Opportunities should be afforded to U.S.-trained Iraqi freedom fighters to participate in operations in the southern and central parts of the country, just as the Kurds are now being given roles to play in liberating the North. Having Free Iraqis at checkpoints could help with the challenging task of defending against Saddam-loyalists masquerading as civilians, without harming bona fide non-combattants. Using such allies to penetrate enemy-held cities and positions could greatly facilitate their seizure with minimum loss of life and destruction on both sides.

Particularly needed are the voices and faces of Free Iraq on the media most Iraqis can receive. As a prominent Iraqi exile, Professor Kanan Makiya, observed in the Washington Post on Sunday: "Eliminating [Saddam's] image is not enough. An alternative image must be projected -- and by Iraqis, not Americans." Broadcasting the message of hope and liberation from within Iraq is essential to winning not only the confidence and active assistance of the Iraqi people. It could be of incalculable importance in dissipating sympathy for Saddam elsewhere in the Arab and Muslim worlds.

Needless to say, Free Iraqis need to be fully "embedded," as well, in the development and constituting of a transitional authority capable of governing Iraq once its liberation is secured. While some work toward this end has been undertaken, largely at the initiative of the Iraqi National Congress and opposition groups working with it, more -- much more -- needs to be done to establish an effective interim Iraqi alternative to the present, odious regime.

Unfortunately, these ideas, so central to empowering anti-Saddam Iraqis and securing the assistance of millions of their like-minded countrymen, remain anathema to the U.S. State Department and CIA. As a result, far less has been done to prepare to meet today's urgent need for an organized, disciplined and reliable Free Iraqi component to serve as an integral part of Operation Iraqi Freedom. There is no more time to waste. Many lives, Iraqi and American, are at stake, as may even be the ultimate success of the mission.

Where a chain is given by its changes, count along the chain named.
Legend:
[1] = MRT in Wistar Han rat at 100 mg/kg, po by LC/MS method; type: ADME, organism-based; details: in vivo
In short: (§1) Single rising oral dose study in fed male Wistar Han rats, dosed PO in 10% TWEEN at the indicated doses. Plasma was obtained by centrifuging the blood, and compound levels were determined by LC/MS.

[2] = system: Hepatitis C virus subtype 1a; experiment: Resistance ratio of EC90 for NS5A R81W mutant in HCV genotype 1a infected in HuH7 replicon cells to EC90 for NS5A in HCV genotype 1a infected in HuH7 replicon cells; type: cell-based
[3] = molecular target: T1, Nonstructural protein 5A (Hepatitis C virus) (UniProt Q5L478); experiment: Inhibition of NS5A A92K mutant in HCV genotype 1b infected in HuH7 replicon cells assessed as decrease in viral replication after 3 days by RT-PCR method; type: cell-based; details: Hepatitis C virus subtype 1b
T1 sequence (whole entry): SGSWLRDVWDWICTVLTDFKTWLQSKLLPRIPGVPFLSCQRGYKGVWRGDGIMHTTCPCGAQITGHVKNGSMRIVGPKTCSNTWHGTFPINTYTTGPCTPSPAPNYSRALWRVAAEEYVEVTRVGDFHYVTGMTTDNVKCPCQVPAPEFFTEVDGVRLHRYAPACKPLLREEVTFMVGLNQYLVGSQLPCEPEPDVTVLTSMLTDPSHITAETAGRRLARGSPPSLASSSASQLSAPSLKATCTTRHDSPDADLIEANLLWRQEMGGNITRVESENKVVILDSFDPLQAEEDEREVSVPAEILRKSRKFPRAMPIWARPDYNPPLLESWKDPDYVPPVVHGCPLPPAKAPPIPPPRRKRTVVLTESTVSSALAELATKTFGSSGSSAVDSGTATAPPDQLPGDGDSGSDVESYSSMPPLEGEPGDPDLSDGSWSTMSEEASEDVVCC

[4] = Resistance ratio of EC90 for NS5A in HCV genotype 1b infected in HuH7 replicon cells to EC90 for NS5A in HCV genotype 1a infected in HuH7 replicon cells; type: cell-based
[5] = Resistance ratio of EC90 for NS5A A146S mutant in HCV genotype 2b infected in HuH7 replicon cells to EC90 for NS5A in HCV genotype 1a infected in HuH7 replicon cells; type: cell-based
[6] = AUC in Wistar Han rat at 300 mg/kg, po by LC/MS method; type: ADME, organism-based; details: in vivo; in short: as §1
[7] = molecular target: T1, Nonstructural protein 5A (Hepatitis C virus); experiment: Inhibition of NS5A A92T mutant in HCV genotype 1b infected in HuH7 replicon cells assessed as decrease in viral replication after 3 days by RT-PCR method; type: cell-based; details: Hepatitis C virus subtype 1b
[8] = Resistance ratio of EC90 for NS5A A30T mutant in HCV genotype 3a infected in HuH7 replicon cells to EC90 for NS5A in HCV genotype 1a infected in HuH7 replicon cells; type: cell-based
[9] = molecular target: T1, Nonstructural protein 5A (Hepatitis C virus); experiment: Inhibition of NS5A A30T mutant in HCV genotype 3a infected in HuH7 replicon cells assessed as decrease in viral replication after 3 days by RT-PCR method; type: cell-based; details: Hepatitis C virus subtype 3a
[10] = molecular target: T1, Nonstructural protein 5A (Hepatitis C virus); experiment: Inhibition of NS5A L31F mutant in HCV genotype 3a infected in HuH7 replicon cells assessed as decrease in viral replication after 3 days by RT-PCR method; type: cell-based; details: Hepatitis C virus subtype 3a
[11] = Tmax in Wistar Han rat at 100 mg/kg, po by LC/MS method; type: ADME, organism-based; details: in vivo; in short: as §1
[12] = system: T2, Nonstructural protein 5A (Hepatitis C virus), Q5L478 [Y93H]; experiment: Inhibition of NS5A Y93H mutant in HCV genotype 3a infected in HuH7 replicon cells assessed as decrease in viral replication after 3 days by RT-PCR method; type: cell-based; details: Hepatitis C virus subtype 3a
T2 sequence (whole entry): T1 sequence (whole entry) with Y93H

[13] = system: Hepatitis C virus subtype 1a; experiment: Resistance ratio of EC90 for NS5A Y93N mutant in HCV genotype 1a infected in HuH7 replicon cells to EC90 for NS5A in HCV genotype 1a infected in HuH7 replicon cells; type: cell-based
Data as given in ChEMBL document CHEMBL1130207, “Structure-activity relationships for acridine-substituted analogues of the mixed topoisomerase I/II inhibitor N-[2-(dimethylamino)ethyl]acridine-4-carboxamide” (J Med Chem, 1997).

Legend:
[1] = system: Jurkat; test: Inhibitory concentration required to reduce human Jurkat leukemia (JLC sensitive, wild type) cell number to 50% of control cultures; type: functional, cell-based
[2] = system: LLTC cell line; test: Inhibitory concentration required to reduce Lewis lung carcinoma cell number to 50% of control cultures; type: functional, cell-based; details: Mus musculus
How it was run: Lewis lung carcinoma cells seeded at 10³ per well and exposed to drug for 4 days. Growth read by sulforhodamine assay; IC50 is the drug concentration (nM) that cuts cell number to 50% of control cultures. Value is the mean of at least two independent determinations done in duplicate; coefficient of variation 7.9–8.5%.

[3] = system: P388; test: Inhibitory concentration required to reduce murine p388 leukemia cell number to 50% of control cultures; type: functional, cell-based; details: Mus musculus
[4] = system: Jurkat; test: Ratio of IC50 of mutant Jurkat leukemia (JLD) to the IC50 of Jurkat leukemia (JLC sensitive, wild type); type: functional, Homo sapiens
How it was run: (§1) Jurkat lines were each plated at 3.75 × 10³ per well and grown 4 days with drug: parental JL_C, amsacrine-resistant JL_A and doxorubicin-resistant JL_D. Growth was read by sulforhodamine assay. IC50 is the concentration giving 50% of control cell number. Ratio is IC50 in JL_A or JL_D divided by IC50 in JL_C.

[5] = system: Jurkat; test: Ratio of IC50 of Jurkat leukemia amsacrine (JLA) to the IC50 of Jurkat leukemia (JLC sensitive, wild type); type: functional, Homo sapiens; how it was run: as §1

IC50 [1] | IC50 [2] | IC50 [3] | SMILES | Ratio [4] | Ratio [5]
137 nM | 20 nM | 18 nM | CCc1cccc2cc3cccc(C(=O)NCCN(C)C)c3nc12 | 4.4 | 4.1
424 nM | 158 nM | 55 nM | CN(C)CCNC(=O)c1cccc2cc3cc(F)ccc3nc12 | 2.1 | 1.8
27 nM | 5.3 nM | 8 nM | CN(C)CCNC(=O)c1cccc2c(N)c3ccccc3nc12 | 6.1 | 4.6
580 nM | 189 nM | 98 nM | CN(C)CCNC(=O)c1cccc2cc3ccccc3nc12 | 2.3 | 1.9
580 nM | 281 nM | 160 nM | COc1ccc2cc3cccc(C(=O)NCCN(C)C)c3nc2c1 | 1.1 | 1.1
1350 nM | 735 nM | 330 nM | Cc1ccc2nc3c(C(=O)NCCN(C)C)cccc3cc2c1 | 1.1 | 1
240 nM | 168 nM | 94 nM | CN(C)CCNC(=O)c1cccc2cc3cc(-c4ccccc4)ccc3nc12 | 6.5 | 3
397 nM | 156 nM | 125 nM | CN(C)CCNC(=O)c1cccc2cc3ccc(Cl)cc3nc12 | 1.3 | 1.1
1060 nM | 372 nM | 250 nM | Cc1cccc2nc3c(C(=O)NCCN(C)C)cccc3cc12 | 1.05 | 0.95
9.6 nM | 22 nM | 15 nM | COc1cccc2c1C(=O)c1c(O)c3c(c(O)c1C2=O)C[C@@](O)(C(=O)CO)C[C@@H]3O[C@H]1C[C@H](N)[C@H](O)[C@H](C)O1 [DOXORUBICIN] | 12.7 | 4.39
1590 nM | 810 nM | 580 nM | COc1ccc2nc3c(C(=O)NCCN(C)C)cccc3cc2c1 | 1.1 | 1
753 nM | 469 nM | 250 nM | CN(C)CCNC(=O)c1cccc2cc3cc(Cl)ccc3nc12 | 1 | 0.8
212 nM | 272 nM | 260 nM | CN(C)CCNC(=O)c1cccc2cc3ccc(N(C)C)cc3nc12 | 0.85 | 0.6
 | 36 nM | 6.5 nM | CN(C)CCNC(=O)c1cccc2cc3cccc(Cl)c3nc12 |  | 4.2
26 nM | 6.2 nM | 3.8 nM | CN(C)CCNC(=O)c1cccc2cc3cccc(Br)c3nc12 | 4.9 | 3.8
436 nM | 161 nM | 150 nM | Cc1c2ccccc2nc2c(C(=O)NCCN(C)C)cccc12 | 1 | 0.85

"Embed" Free Iraqis now!

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JWR contributor Frank J. Gaffney, Jr. heads the Center for Security Policy. Send your comments to him by clicking here.


03/05/03: A friend in need
02/25/03: The plot thickens
02/18/03: Who's 'with' President Bush?
02/11/03: Islamists' White House gatekeeper
02/04/03: The Powell report
01/28/03: Bush's finest hour
01/14/03: North Korean scorecard
01/07/03: Nuclear meltdown
12/17/02: Serious about defending America
12/03/02: Defining 'regime change'
11/26/02: With friends like the Saudis...
11/19/02: The Jayna Davis files
11/12/02: Could Israel die of thirst?
11/04/02: Against us
10/22/02: Too clever by half?
10/17/02: 'Drain the swamps'
10/08/02: The temptations of George Bush
10/01/02: Return of the San Francisco Dems
09/24/02: The next crusader?
09/17/02: It is no accident that advocates of coercive inspections have opposed prez's goal of regime change
09/10/02: A model for Iraq
08/27/02: Beware 'consensus leadership'
08/20/02: To Iraq or not to Iraq?
08/13/02: Trading with the 'enemy'
07/30/02: Who's trashing Ashcroft?
07/23/02: Wall Street's 'poisoned apples'
07/16/02: Back on the China front